Tuesday, August 12, 2008

Legal grounds

The Illinois legislature continued a trend by ignoring the governor’s requests and, instead, focusing on some hot-button issues that grab headlines before the November elections. Gov. Rod Blagojevich called a special legislative session for today to focus on education funding reform, but not a peep was heard during proceedings. “Today is a joke. No agenda. No bill. No plan,” said House Minority Leader Tom Cross. The legislature has nothing to do when no legislation is proposed, added Steve Brown, spokesman for House Speaker Michael Madigan.

Here are two other items that grabbed the spotlight:

A legislative review panel unanimously rejected Gov. Rod Blagojevich’s idea to move about 140 state jobs from Springfield to Harrisburg, three hours apart. But the vote isn’t binding, and the governor maintains that he intends to move the jobs as an economic boost to the southern Illinois town.

But the bipartisan, legislative Commission on Government Forecasting and Accountability’s six-hour hearing last month and the “pounds of evidence” generated might not go to waste, says Sen. Jeff Schoenberg, an Evanston Democrat chairing the commission and author of the law setting a review process for closing state facilities. The legal and economic data provided as a result of this process could be used as evidence in court.

Legal challenges could come from the state legislators representing the Springfield area, as well as the American Federation of State, County and Municipal Employees Council 31 or the local Teamsters union representing the affected employees in the Illinois Department of Transportation’s Division of Public Safety.

Springfield Mayor Tim Davlin adds that the unanimous vote by the commission demonstrates that the public review process works and that it sets a precedent for future moves. “We’re already hearing rumors of other moves, and I think this is just as important as the next one or the one after that,” Davlin said after the committee vote. “I think it’s obvious that this is what this commission was formed for, to take a look at the economic impact. And I think they spoke overwhelmingly.”

The panel voted 12-0 to recommend that the administration not move the Division of Traffic Safety from Springfield to Harrisburg and that it, instead, look for alternative locations within the City of Springfield that would be cheaper than its current lease.

“Does this decision legally inject or confirm what the administration does to the point where it can stop the administration from doing it? According to the law, the answer is no,” Schoenberg says. “However … given the overwhelming volume of evidence that we heard on the economic and legal issues associated with this proposal, I personally think it would be unwise and contrary to the public’s interest.”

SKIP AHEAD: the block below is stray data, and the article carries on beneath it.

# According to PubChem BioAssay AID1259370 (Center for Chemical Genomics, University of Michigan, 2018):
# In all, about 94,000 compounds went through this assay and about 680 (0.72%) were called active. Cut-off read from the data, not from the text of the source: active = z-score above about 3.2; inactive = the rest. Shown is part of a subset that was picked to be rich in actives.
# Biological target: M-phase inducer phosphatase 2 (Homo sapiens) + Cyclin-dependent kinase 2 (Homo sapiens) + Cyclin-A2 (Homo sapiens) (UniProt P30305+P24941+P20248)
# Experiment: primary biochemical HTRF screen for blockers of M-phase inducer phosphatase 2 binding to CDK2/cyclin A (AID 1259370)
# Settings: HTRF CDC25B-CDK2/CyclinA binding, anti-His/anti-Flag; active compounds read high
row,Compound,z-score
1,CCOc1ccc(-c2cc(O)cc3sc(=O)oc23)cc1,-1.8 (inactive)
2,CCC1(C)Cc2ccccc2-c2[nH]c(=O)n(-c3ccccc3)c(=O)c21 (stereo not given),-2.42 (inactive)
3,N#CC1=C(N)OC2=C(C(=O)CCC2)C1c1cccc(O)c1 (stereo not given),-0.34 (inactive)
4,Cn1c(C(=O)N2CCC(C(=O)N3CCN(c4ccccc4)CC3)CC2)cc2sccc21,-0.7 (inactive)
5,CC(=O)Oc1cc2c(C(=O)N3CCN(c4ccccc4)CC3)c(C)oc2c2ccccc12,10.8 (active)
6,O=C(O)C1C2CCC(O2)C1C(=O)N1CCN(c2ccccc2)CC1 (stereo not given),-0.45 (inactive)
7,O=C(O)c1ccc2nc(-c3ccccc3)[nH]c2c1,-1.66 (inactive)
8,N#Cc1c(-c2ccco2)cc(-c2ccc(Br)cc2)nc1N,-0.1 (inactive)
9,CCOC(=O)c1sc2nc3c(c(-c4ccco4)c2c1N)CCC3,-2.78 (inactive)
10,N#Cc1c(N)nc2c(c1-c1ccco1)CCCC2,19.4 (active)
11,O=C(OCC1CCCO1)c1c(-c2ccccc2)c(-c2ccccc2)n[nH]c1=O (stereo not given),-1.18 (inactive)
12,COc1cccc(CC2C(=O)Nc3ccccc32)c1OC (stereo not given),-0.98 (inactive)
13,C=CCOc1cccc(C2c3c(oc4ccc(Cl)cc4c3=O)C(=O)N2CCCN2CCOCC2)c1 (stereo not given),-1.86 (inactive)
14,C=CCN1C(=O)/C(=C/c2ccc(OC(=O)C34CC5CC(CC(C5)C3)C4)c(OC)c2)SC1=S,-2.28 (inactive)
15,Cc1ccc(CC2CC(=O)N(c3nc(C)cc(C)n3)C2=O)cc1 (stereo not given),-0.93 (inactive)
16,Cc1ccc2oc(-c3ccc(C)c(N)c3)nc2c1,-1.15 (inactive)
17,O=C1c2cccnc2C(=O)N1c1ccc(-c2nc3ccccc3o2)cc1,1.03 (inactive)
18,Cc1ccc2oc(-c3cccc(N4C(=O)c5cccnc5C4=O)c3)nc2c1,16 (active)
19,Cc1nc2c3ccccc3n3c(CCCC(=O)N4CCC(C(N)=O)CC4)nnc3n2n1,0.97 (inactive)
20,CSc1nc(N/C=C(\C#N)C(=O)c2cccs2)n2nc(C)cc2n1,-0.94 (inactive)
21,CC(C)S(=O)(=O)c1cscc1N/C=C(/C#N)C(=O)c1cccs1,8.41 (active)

Sen. Bill Brady, a Bloomington Republican on the commission, said the process has highlighted questions about the fiscal merit, the political motivations and the human impact on the employees.

The administration, however, is looking at other evidence to the contrary, suggesting the move will save money and help out an economically depressed area. Here’s the governor’s statement, provided by e-mail this afternoon: “We will be moving forward with the geographic relocation of IDOT’s Division of Traffic Safety to Harrisburg, as previously mentioned. We’ll be working with the employees who do not choose to relocate, within the terms of their contracts, to find positions for them in Springfield. We will follow all appropriate timelines and guidelines as we move forward.”

Watch this blog for more about legal questions surrounding the governor’s executive authority.

But as part of a checks and balances system established by the state Constitution, the Commission on Government Forecasting and Accountability may be unable to issue binding recommendations, Schoenberg said. What that means for the IDOT proposal, he said: “The facts of the case point heavily towards the commission’s recommendation. Ultimately, if the executive branch chooses to go in a different direction, there may be someone who takes an exception with that.”

No pay raises
The Senate finally agreed with the House to reject granting about $1.1 million in pay raises to legislators, executive officers and top agency officials. But they still got a 3.8 percent cost-of-living adjustment this fiscal year.

Senate President Emil Jones Jr. and Sens. Donne Trotter and Kwame Raoul, all Chicago Democrats, voted present. The remaining 47 senators on the floor voted to reject the raises recommended by the Compensation Review Board. Raoul voted present because, as he said during floor debate, the board was formed to take the issue of legislative pay raises out of the legislature’s arena. “It should not be my decision as to how much I am compensated.”

Senate Minority Leader Frank Watson called the Compensation Review Board a “cover” that fails to take the issue out of the legislative purview. “State government is in shambles. Nothing is getting done … It’s just not the time for anyone in state government to get a pay increase.”

In the balcony, a group of people wearing turquoise T-shirts visited to urge legislators to refund $43 million in budget cuts affecting substance abuse and treatment services.

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